"I am proud to live in a country where rape and assault are considered to be serious crimes," Swedish feminist Johanna Palmström told me. But "even if we have good laws, it still happens too often that people who report rape are questioned and slandered - we see that now with the women who have reported Julian Assange."
Indeed, better laws do not always mean justice for victims. Only 20 percent of the rape cases reported in Sweden in 2008 resulted in a court trial. A 2010 report by Amnesty International notes that acquaintance rape in Sweden is on the rise and that victim-blaming is just as alive there as in the United States: "Young and intoxicated women in particular had problems fulfilling the stereotypical role of the 'innocent victim.' As a result, neither rapes within intimate relationships nor 'date rapes' involving teenage girls generally led to legal action."
If anything, this means we can't stop at changing legislation. For true justice, there needs to be a cultural shift in the way Americans think about sex, consent and rape, so that when women come forward - whether they're accusing a celebrity, a sports star or a neighbor - our immediate reaction isn't to misconstrue or speculate about their motives, but to listen.
None of this is to say that the accusations against Assange are true - we have no idea. And there is little doubt that the timing of the legal proceedings is politically motivated: Assange's accusers came forward in August (the same month they allege being attacked), but it's only now that authorities are vigorously pursuing the case.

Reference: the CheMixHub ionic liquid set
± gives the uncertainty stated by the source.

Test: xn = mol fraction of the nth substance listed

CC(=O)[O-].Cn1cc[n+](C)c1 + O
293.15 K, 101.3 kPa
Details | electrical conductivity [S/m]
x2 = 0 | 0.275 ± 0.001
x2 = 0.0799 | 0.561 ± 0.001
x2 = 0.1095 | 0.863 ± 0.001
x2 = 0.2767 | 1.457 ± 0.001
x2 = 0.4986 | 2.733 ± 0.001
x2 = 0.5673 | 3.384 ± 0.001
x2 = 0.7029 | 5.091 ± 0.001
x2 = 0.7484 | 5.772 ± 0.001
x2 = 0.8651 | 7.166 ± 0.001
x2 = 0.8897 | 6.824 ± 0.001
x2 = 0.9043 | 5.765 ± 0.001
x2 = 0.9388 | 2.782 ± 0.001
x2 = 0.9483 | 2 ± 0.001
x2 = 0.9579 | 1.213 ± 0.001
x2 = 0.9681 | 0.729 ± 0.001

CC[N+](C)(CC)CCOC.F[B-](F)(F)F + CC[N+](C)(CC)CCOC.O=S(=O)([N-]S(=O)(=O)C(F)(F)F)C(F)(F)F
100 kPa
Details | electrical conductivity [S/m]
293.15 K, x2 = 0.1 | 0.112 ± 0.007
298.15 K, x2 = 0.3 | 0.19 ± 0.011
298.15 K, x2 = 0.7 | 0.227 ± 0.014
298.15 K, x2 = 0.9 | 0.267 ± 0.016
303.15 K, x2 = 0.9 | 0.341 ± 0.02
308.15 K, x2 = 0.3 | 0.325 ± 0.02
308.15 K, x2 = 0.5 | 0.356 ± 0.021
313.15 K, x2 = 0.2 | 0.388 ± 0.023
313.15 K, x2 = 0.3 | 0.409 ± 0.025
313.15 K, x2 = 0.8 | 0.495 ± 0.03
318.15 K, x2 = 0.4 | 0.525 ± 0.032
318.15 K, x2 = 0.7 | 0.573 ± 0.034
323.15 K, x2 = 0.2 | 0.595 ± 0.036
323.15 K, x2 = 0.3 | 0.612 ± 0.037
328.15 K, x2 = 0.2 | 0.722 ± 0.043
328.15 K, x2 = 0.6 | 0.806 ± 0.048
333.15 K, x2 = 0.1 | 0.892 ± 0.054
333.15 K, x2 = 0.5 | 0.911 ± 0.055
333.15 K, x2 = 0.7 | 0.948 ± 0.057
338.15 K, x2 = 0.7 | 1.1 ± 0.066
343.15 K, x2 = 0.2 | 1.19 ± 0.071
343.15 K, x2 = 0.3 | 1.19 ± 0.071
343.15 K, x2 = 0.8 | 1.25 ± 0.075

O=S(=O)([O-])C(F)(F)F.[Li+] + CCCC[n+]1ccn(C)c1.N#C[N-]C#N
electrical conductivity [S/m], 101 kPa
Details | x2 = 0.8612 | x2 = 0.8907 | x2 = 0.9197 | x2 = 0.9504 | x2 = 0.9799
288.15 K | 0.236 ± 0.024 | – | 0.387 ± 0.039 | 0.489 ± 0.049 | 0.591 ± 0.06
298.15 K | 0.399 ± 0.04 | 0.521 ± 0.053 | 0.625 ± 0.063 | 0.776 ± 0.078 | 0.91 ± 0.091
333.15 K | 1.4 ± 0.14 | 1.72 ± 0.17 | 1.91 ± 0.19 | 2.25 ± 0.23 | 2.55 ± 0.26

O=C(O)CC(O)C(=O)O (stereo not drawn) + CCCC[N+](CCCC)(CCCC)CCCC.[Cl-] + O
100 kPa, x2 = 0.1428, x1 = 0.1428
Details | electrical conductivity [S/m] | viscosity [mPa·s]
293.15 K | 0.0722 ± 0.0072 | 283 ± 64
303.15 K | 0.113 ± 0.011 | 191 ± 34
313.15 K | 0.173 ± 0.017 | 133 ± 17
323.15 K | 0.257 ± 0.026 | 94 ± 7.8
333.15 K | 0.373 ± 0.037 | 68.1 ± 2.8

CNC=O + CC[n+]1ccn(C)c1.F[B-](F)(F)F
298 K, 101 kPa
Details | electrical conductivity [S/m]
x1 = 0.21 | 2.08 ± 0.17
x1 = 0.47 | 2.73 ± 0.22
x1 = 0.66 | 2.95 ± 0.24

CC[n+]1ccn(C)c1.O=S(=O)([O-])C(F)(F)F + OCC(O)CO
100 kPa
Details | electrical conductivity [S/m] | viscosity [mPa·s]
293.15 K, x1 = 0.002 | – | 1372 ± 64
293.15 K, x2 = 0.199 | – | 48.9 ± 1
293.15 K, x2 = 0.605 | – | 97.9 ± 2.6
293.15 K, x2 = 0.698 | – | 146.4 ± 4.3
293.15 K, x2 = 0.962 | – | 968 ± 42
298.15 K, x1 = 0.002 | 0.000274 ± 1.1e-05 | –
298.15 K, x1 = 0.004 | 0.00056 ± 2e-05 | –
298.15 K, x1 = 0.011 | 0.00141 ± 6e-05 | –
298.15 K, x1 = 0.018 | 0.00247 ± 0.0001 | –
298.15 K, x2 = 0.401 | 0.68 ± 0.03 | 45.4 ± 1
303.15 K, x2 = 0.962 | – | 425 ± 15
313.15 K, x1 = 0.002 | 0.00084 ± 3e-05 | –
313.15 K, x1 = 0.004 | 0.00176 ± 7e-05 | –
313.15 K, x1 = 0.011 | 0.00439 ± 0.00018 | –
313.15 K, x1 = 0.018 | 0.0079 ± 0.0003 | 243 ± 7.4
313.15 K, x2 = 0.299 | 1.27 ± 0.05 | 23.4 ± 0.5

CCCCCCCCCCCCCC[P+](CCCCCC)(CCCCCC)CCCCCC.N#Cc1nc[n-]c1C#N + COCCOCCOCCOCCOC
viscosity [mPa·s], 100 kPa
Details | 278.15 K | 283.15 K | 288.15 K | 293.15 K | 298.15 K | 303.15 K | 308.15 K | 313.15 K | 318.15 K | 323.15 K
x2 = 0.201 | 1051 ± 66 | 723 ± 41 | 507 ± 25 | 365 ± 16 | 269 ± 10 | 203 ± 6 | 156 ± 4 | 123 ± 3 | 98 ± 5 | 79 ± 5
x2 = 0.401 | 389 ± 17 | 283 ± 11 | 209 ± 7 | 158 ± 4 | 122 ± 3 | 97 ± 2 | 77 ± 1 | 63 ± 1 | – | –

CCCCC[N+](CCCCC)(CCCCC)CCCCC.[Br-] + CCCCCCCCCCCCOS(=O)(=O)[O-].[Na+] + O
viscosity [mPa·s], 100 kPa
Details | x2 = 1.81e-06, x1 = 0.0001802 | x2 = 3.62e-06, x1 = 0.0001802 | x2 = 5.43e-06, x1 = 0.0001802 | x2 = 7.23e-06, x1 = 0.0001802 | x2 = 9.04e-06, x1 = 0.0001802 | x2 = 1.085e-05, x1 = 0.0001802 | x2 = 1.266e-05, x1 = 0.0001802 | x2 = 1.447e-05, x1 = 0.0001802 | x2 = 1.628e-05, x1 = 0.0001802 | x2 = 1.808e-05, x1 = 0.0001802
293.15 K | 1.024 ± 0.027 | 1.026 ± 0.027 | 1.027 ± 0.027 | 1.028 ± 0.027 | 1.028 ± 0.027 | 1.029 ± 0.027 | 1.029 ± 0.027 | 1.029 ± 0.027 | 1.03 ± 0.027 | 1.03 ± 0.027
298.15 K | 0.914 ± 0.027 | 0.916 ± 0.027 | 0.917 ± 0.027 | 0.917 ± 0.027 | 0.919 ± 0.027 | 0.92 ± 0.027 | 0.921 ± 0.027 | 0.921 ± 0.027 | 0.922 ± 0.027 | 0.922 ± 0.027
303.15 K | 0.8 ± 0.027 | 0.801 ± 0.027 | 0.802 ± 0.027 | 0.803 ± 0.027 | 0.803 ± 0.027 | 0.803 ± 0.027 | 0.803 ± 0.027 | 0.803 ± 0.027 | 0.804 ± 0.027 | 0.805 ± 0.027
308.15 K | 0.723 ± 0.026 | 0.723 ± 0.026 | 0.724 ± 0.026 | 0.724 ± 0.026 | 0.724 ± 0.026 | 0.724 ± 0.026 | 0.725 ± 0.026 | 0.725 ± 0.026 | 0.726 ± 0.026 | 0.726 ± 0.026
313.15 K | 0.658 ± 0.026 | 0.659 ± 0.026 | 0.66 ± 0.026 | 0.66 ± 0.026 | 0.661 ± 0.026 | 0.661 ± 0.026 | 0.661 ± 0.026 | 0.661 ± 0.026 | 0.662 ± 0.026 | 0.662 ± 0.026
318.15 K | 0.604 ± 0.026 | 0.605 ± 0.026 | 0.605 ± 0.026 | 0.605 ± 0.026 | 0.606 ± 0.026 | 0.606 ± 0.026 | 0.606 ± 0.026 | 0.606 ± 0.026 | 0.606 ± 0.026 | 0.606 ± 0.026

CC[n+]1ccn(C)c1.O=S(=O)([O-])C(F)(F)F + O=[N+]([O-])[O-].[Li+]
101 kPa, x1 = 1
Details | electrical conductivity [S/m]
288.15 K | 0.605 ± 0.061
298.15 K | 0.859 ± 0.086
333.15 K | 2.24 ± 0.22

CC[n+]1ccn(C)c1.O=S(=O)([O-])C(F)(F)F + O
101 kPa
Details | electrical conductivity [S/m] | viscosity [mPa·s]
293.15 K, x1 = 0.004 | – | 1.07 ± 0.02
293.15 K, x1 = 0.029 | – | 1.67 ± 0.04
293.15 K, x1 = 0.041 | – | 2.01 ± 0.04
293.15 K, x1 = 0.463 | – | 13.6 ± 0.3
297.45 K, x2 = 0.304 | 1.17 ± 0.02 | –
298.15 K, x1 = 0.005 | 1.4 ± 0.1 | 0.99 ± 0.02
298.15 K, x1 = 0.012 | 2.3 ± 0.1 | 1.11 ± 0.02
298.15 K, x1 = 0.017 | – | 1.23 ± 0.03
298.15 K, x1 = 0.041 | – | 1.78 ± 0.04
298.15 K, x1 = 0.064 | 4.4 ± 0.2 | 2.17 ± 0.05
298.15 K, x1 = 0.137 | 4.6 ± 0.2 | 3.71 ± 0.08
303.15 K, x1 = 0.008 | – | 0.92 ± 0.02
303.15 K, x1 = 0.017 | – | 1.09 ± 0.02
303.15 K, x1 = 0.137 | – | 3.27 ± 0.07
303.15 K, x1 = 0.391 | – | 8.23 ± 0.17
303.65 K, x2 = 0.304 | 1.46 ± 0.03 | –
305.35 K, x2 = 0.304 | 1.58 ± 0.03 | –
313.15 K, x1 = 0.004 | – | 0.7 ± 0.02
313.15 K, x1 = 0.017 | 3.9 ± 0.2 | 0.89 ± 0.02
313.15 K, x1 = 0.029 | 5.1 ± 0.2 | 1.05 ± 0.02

Assange clearly believes that the world has a lot to learn from his work with WikiLeaks. But we can also learn from his dismissive attitude toward these allegations.
"They called me the James Bond of journalism," Assange told the New York Times in October, discussing the warm welcome he got in Sweden. "It got me a lot of fans, and some of them ended up causing me a bit of trouble."
That "bit of trouble," as he put it, and the way the Swedish authorities are pursuing the allegations, is a key lesson. Whatever Assange is revealing about this country's diplomacy, his high-profile case has also shown how far the United States is from Sweden - and from justice - when it comes to victims of sexual assault.
Jessica Valenti is the editor of "Yes Means Yes: Visions of Female Sexual Power and a World Without Rape" and the founder of Feministing.com.